What is my short-term and long-term prognosis?
Define the short term and long-term prognosis
Prognosis is a word that comes from the Greek word for “forecast.” It is a medical term for predicting how a disease will likely or expectedly progress, such as how quickly the signs and symptoms will get better or stay the same over time; how likely it is that the disease will get worse or stay the same; and how likely it is that the person will live (including life expectancy).
This is commonly used for chronic diseases which are those illnesses that persist for more than 2 weeks, examples include hypertension, diabetes, and cancer. Short term means approximately 3 months while long term means the duration of more than 3 months.
Most of the time, doctors use statistics to estimate a patient’s prognosis, aligned with the principle of evidence-based medicine. Cancer patients may come across the term “5-year relative survival rate”, which means the percentage of surviving patients in 5 years excluding those with other causes of death. For example, 92% 5-year relative survival rate for early-stage cervical cancer means 92 out of 100 women with early-stage cervical cancer can survive after 5 years from diagnosis.
Factors affecting prognosis
There are several factors affecting prognosis.
The severity of the disease, when found or diagnosed, is very important for doctors to determine the patient’s prognosis and make the best treatment choice for the patient for optimum remaining life and prognosis. In overview, early-stage cancer or early-onset disease has a relatively better prognosis than late-stage cancer or late-onset disease. For example, the American Cancer Society stated a 29% and 99% 5-year relative survival rate for distant spread and localized breast cancer respectively between 2011 and 2017.
There are many possible complications of chronic illnesses if left untreated or as a consequence of treatment. For example, lymphoma patients having tumor lysis syndrome repeatedly due to chemotherapy will have a lower prognosis compared to patients who have a good response to the chemotherapy regimen. Tumor lysis syndrome is a common oncologic emergency in which a patient presents with multiple metabolic abnormalities such as metabolic acidosis, hyperkalemia, and hyperuricemia; this condition is a fatal condition if not discovered at the time.
The age of the patient is also another important variable factor in determining the prognostic rate. It can be caused by better immunity levels among adults compared to children and the elderly besides the possibility of multiple chronic diseases in the same patient.
The doctor chooses the best drug for the patient based on the overall health profile to maximize response to treatment and minimize the possibility of side effects from drugs. Patients who don’t take doctor’s advice on medication or are not compliant tend to have a lower prognosis over time due to exhaustion and worsening conditions. Autoimmune diseases like psoriasis, for example, need a lot of switching of drug choices and doses regularly to relieve the patient’s symptoms effectively with the least possible side effects.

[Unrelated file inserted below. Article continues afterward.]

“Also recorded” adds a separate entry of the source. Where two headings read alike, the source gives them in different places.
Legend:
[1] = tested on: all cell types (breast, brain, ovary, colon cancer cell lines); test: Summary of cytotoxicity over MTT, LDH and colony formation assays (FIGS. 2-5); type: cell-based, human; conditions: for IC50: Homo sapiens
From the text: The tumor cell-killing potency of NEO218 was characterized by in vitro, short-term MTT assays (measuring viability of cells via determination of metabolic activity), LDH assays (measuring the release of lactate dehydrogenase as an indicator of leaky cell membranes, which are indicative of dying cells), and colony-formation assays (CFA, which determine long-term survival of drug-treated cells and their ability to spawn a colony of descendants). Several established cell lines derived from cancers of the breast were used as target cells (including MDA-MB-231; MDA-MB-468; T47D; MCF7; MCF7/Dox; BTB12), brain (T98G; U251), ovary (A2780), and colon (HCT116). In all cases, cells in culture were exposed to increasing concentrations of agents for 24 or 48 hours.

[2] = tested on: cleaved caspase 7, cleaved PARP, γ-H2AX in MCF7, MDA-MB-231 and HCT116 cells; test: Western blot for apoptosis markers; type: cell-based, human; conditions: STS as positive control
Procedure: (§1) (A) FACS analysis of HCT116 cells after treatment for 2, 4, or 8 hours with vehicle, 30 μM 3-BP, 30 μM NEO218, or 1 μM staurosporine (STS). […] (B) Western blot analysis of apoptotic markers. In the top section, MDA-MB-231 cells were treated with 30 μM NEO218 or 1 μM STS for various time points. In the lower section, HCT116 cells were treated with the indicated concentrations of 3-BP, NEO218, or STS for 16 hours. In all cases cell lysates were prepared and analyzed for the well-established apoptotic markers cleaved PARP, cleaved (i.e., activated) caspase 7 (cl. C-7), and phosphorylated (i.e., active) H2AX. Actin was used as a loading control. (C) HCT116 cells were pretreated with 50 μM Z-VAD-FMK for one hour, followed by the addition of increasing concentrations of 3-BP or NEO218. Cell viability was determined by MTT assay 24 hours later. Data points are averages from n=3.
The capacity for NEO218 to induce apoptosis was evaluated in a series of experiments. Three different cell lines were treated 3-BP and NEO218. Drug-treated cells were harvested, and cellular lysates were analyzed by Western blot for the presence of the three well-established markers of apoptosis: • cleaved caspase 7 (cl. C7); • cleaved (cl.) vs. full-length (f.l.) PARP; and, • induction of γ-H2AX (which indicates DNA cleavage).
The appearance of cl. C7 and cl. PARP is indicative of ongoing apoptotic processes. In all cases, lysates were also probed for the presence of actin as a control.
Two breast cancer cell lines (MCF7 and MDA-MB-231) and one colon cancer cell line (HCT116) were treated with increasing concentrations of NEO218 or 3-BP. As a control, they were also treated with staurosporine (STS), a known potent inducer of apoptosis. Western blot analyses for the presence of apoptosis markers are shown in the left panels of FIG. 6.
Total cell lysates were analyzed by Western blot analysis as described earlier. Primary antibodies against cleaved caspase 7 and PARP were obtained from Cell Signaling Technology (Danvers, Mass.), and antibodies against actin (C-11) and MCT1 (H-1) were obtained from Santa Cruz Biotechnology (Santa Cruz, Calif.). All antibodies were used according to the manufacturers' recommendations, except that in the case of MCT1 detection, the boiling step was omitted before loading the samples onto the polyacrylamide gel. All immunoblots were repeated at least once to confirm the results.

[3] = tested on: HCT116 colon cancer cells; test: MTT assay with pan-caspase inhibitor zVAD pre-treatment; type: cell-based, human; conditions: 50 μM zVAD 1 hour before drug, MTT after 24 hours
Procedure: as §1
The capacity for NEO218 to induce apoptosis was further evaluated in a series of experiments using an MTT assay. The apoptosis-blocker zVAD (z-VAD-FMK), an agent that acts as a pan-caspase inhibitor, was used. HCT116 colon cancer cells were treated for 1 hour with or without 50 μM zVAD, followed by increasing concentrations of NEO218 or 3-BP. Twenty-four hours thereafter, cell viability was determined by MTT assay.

Monitoring and follow-up require action between doctor and patient. Through these visits, the doctor can understand the condition better and provide a personalized management plan. On the patient side, they are more aware of their conditions and side effects from drugs or treatment by getting consultations. These effective bilateral communications will help greatly to improve the patient’s prognosis and life quality.
How to improve prognosis
The important concept to take away about chronic illnesses is that the term “cure” cannot fit perfectly for them. Doctors provide treatment options to control or relieve your symptoms as these diseases have chances to worsen or come again, we name them relapses or recurrences. Prevention of relapses and reduction of symptom frequency is highly important to pertain to your life quality. In other words, patients with chronic diseases need to live at peace with chronic diseases to live as normally as possible. There are some tips to help these patients.
1. Stay positive; happy vibes will certainly make you feel better about yourself and sometimes improve your health. Don’t isolate yourself and try to engage with hobbies and social activities as much as possible. Even a good laugh or quality time with family can help to cheer you up!
2. A healthy lifestyle including good food, quality exercise, and rest can ensure you obtain optimum nutrition and normal functioning of body systems for better symptom control and disease progression.
3. Good compliance with drugs or treatment plans; come to the doctor regularly and discuss your concerns. Doctors will not be able to help you if you don’t raise your questions and solve the issue together.
Don’t hesitate to Ask a Doctor about your medical concerns.